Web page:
Inheritance of Sex-linked characteristics

  • Sex linkage refers to an allele that code for a characteristic which is located on a sex chromosome
  • As the Y chromosome is smaller than the X, fewer genes are carried on it
  • Therefore, most sex-linked genes are found on the X chromosome (x-linked genes)
  • As males only have one X chromosome they therefore often only have one allele for sex-linked genes, and so there is a higher chance of a recessive gene being expressed
  • Ultimately, males are more likely to express a recessive gene relative to females
  • Genetic disorders caused by a faulty allele located on a sex chromosome include:
    • Colour blindness
    • Haemophilia

e.g. As haemophilia is sex linked, it is therefore on the X chromosome. Therefore, females would require 2 recessive alleles for expression, whereas males would only require one.

As the Y chromosome does not have either gene it is just represented as Y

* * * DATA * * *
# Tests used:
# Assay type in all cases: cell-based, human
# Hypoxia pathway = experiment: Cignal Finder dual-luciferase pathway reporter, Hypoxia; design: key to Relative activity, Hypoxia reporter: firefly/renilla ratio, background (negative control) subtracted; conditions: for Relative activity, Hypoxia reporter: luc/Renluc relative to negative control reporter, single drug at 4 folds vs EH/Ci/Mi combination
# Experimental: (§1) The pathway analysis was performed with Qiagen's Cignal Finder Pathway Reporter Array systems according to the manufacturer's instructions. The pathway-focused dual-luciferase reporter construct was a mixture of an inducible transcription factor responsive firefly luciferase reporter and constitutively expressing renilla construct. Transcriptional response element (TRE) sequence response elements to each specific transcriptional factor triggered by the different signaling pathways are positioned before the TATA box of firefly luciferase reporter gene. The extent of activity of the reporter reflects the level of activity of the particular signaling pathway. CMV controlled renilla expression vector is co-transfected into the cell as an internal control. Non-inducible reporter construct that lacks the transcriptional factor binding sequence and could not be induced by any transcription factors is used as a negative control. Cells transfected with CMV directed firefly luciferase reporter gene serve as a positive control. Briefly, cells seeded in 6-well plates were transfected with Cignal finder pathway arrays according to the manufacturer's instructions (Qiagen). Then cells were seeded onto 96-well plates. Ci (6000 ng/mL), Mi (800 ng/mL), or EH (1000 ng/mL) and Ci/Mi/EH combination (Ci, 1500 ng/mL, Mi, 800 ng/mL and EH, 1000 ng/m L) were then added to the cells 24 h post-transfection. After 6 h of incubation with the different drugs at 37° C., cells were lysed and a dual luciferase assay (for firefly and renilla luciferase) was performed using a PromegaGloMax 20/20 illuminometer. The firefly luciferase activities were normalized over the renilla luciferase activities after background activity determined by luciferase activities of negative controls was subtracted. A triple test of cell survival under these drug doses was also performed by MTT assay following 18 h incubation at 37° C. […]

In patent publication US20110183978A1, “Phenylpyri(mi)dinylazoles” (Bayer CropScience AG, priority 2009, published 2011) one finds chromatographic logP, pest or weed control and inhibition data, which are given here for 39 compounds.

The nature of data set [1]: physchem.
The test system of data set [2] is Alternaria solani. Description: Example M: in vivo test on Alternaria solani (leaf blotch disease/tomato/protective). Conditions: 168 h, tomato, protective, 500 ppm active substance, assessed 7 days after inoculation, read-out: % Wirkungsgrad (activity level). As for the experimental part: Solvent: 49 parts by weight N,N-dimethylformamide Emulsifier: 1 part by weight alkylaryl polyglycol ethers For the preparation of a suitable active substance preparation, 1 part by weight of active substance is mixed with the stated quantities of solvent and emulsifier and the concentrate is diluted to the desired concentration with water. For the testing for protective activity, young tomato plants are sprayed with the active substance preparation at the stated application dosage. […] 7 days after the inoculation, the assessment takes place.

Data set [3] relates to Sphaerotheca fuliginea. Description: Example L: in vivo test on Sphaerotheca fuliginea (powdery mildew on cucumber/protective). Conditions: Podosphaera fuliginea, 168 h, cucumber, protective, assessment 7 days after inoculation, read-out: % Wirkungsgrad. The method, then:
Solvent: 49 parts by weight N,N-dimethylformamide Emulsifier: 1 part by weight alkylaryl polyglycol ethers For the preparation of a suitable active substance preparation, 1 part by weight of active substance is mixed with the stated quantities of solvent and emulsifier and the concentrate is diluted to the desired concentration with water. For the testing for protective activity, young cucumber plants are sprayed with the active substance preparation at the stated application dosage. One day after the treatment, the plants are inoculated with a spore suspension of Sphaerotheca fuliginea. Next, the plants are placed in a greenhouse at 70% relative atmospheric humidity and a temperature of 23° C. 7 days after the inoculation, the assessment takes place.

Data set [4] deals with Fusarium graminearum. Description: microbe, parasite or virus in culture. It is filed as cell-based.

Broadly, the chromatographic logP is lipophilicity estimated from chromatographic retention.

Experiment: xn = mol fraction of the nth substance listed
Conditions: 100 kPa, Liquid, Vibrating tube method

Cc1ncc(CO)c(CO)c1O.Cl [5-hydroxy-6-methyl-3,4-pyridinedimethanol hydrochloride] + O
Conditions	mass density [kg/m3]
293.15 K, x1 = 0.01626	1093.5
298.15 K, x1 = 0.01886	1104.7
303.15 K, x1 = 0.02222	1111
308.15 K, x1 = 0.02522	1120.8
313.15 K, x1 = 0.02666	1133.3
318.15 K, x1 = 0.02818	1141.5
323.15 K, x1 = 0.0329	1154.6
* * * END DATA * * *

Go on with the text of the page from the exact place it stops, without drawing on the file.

XH Xh
XH XH XH XH Xh
Y XH Y Xh Y

If a female carrier and a male non-carrier have offspring there is a 2:1:1 ratio (female without colour blindness : male without colour blindness : male with colour blindness). Overall there is a 50% chance of a male offspring to be colour blind. 

Linkage of autosomal Genes

  • Autosome is any chromosome that is not a sex chromosome
  • Autosomal genes are genes found on the autosomes
  • Genes found on the same autosome are linked (as they stay together during independent segregation of chromosomes in meiosis 1 and the allele will be passed to the daughter cell)
  • The will not occur is crossing over splits them linked genes first
  • The closer the two genes are on the autosome (the closer they are linked due to the decreased chance of crossing over)